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Pitt researchers tracking dementia with 3-D brain imaging
January 10, 2006
By Byron Spice

Researchers at the University of Pittsburgh and UCLA have produced three-dimensional images showing deterioration of the brain's hippocampus that can precede Alzheimer's disease.

The 3-D brain imaging thus promises to give Alzheimer's researchers an important new tool for monitoring patients in their progression to dementia, said James Becker, a Pitt neuropsychologist and lead author of the report, which appears in this month's issue of the Archives of Neurology.

The report focuses on people with mild cognitive impairment, a transitional stage between normal cognition and the dementia of Alzheimer's disease. The 3-D imaging was sensitive enough to show that people with different types of mild cognitive impairment had different types of brain deterioration.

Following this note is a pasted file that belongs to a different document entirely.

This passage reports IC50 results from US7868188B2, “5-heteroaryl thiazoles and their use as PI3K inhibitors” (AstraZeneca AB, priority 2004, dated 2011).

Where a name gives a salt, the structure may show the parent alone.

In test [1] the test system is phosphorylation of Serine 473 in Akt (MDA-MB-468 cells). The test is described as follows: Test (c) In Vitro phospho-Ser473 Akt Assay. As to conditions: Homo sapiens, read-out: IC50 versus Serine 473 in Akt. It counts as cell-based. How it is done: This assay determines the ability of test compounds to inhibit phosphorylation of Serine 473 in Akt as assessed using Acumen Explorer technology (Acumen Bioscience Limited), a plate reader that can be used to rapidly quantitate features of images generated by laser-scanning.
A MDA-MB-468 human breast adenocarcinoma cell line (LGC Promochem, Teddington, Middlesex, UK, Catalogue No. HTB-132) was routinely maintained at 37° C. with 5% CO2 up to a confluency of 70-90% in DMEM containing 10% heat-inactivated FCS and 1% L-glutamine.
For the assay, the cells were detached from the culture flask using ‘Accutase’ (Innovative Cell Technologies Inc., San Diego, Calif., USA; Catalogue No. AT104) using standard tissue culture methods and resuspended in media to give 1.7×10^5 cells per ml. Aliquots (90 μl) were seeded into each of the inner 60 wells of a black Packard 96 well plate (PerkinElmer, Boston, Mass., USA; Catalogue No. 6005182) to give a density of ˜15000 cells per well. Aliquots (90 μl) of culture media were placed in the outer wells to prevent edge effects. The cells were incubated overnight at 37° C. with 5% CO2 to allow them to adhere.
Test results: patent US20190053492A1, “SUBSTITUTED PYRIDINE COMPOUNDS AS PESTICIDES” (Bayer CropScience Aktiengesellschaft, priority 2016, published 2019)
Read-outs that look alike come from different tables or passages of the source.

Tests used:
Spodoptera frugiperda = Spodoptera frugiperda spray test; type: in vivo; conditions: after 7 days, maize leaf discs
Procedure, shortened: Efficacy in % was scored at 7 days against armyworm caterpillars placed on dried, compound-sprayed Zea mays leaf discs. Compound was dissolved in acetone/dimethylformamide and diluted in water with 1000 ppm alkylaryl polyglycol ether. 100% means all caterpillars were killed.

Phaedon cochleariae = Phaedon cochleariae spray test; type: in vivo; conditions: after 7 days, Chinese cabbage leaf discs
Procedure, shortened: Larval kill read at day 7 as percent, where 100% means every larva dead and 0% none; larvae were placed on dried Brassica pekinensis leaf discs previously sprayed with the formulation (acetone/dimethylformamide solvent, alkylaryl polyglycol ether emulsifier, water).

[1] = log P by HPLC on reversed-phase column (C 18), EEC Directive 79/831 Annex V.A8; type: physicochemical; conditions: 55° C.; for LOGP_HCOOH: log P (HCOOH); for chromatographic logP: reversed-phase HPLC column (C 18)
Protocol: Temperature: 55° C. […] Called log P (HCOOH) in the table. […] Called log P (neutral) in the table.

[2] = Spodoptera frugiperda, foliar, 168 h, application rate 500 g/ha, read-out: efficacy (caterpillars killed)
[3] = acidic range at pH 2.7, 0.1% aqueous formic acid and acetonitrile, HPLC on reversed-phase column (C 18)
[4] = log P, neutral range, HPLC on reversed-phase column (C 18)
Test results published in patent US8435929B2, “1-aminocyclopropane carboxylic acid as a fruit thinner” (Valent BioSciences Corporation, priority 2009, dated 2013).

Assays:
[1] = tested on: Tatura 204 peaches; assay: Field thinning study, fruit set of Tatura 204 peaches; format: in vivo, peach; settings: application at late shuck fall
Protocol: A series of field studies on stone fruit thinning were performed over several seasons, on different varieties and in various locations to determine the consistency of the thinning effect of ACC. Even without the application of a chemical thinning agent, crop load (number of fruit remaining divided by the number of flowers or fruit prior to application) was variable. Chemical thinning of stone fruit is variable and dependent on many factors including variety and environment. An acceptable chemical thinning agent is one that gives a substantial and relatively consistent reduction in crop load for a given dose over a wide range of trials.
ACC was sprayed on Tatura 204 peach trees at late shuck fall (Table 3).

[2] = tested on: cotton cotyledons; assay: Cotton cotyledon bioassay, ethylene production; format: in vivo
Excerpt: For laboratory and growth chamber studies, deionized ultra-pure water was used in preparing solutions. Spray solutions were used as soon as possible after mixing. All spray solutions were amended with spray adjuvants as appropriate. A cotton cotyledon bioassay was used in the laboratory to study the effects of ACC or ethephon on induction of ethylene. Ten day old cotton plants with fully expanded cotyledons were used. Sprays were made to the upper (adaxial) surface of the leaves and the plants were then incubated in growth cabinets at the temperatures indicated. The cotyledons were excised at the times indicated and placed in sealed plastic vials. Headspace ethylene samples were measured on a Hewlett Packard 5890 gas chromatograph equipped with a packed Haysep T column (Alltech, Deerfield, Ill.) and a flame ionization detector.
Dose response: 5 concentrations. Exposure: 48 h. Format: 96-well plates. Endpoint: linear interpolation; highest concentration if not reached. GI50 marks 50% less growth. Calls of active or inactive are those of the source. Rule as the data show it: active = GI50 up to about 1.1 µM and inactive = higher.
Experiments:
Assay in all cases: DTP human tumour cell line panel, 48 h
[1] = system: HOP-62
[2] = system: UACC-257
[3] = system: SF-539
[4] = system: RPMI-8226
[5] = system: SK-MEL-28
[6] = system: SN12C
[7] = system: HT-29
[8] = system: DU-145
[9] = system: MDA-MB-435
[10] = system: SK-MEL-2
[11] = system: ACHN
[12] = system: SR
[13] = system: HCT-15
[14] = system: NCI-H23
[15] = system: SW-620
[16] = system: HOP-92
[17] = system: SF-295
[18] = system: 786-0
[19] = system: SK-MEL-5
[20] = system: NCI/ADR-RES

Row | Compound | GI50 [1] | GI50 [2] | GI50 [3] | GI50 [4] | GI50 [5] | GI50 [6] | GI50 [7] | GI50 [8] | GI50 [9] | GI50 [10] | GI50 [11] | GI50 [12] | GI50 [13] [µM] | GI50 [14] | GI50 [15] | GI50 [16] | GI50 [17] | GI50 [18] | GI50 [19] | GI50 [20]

Those with a form of mild cognitive impairment that involves only memory loss suffered significant deterioration of the hippocampus, a portion of the brain involved in memory formation -- almost as significant as seen in people with Alzheimer's. Those who suffered a different form, in which judgment or language processing was impaired with little or no memory loss, had less deterioration of the hippocampus and were similar to normal subjects.

Both types of mild cognitive impairments are equally likely to result in Alzheimer's -- between 12 percent and 15 percent of them develop dementia annually -- but being able to distinguish between the two will be a boon for evaluating drugs or other therapies meant to slow the progression of the disease, Dr. Becker said. The 3-D imaging could also provide important hints for designing therapies.

"We simply don't know what the limits are of the technology," he said.

MRI brain scans were performed at Pitt on 20 people with the amnesiac form of cognitive impairment, 20 with the non-amnesiac form and 20 healthy subjects. The scans were converted to 3-D form at UCLA's Center for Neuro Imaging.

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